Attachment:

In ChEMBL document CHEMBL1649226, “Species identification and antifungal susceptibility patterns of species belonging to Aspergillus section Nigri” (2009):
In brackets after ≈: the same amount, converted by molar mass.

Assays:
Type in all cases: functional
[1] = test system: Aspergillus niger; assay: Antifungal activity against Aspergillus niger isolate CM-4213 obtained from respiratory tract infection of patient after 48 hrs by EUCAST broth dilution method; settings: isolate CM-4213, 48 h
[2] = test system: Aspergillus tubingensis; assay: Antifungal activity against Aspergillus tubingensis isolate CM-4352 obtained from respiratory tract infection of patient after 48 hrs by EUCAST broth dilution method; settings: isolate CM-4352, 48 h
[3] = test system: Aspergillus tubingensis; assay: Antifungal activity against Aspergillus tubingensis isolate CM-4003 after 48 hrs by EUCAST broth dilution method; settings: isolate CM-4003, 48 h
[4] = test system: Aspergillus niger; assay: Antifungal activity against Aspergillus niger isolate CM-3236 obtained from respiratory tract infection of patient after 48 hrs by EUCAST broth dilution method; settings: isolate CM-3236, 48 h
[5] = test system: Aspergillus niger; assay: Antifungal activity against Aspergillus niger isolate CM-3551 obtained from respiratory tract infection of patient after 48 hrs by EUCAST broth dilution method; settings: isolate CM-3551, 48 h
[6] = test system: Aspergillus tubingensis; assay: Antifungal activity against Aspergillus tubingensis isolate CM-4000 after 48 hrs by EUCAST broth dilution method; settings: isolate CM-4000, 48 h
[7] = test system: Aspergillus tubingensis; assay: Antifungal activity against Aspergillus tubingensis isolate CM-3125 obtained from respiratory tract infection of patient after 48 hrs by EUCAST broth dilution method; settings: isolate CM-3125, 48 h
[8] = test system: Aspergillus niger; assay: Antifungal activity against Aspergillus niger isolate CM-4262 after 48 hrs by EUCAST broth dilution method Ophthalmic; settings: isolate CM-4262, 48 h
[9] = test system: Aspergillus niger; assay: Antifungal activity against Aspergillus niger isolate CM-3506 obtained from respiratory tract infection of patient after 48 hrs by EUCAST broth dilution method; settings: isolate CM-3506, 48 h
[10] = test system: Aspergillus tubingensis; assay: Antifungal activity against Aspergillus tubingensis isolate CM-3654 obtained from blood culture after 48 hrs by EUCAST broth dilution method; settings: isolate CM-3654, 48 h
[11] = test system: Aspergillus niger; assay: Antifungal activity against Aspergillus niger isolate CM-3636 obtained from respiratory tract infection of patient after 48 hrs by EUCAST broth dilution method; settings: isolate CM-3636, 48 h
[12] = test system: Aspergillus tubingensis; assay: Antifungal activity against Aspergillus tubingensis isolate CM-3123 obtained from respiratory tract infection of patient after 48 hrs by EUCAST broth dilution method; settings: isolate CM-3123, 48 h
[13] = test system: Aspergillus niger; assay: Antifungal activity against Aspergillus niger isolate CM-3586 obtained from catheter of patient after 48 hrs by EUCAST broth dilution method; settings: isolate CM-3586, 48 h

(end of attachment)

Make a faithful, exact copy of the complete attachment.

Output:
In ChEMBL document CHEMBL1649226, “Species identification and antifungal susceptibility patterns of species belonging to Aspergillus section Nigri” (2009):
In brackets after ≈: the same amount, converted by molar mass.

Assays:
Type in all cases: functional
[1] = test system: Aspergillus niger; assay: Antifungal activity against Aspergillus niger isolate CM-4213 obtained from respiratory tract infection of patient after 48 hrs by EUCAST broth dilution method; settings: isolate CM-4213, 48 h
[2] = test system: Aspergillus tubingensis; assay: Antifungal activity against Aspergillus tubingensis isolate CM-4352 obtained from respiratory tract infection of patient after 48 hrs by EUCAST broth dilution method; settings: isolate CM-4352, 48 h
[3] = test system: Aspergillus tubingensis; assay: Antifungal activity against Aspergillus tubingensis isolate CM-4003 after 48 hrs by EUCAST broth dilution method; settings: isolate CM-4003, 48 h
[4] = test system: Aspergillus niger; assay: Antifungal activity against Aspergillus niger isolate CM-3236 obtained from respiratory tract infection of patient after 48 hrs by EUCAST broth dilution method; settings: isolate CM-3236, 48 h
[5] = test system: Aspergillus niger; assay: Antifungal activity against Aspergillus niger isolate CM-3551 obtained from respiratory tract infection of patient after 48 hrs by EUCAST broth dilution method; settings: isolate CM-3551, 48 h
[6] = test system: Aspergillus tubingensis; assay: Antifungal activity against Aspergillus tubingensis isolate CM-4000 after 48 hrs by EUCAST broth dilution method; settings: isolate CM-4000, 48 h
[7] = test system: Aspergillus tubingensis; assay: Antifungal activity against Aspergillus tubingensis isolate CM-3125 obtained from respiratory tract infection of patient after 48 hrs by EUCAST broth dilution method; settings: isolate CM-3125, 48 h
[8] = test system: Aspergillus niger; assay: Antifungal activity against Aspergillus niger isolate CM-4262 after 48 hrs by EUCAST broth dilution method Ophthalmic; settings: isolate CM-4262, 48 h
[9] = test system: Aspergillus niger; assay: Antifungal activity against Aspergillus niger isolate CM-3506 obtained from respiratory tract infection of patient after 48 hrs by EUCAST broth dilution method; settings: isolate CM-3506, 48 h
[10] = test system: Aspergillus tubingensis; assay: Antifungal activity against Aspergillus tubingensis isolate CM-3654 obtained from blood culture after 48 hrs by EUCAST broth dilution method; settings: isolate CM-3654, 48 h
[11] = test system: Aspergillus niger; assay: Antifungal activity against Aspergillus niger isolate CM-3636 obtained from respiratory tract infection of patient after 48 hrs by EUCAST broth dilution method; settings: isolate CM-3636, 48 h
[12] = test system: Aspergillus tubingensis; assay: Antifungal activity against Aspergillus tubingensis isolate CM-3123 obtained from respiratory tract infection of patient after 48 hrs by EUCAST broth dilution method; settings: isolate CM-3123, 48 h
[13] = test system: Aspergillus niger; assay: Antifungal activity against Aspergillus niger isolate CM-3586 obtained from catheter of patient after 48 hrs by EUCAST broth dilution method; settings: isolate CM-3586, 48 h